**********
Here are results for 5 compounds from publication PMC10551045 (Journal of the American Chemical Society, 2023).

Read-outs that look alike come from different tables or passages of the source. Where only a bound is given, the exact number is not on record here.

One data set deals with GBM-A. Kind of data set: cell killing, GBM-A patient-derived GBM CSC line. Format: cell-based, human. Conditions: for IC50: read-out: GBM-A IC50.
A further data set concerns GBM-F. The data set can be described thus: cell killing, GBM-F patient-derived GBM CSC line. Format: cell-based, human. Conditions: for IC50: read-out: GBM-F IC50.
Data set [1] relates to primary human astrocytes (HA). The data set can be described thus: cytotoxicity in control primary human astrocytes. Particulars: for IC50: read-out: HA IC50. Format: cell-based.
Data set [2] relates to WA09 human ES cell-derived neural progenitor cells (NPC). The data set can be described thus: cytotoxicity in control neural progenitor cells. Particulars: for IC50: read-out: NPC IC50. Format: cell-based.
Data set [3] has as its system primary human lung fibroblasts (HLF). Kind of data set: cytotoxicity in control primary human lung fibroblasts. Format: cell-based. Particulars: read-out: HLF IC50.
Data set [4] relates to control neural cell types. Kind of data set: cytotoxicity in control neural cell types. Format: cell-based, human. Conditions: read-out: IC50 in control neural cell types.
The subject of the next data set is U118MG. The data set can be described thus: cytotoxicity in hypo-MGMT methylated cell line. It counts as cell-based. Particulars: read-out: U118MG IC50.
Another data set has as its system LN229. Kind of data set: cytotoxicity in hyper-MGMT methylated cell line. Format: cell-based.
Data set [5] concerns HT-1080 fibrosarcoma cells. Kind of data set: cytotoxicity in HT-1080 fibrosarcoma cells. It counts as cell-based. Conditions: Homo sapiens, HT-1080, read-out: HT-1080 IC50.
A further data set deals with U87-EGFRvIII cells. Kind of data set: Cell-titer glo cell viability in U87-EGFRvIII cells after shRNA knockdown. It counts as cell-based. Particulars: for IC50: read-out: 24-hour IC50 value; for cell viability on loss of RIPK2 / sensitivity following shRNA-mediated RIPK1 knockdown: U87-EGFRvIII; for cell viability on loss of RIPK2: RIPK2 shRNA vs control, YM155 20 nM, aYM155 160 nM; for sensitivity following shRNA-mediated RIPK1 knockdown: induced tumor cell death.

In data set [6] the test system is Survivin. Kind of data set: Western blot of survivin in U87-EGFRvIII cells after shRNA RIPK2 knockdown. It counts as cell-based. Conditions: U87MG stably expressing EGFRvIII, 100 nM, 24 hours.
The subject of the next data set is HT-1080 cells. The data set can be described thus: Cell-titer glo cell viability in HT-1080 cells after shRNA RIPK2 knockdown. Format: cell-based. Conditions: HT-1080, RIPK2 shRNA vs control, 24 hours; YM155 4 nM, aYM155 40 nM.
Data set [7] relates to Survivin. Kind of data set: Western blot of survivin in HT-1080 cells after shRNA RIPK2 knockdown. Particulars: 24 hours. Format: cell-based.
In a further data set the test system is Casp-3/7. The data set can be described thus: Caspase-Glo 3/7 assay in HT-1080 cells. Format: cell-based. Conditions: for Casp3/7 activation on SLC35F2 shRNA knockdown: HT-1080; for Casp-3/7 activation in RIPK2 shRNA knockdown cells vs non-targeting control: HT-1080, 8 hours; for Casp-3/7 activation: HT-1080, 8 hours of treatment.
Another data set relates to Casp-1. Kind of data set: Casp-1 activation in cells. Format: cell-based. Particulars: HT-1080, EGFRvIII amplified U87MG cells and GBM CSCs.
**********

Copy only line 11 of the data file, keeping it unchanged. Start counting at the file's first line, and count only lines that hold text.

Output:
Data set [5] concerns HT-1080 fibrosarcoma cells. Kind of data set: cytotoxicity in HT-1080 fibrosarcoma cells. It counts as cell-based. Conditions: Homo sapiens, HT-1080, read-out: HT-1080 IC50.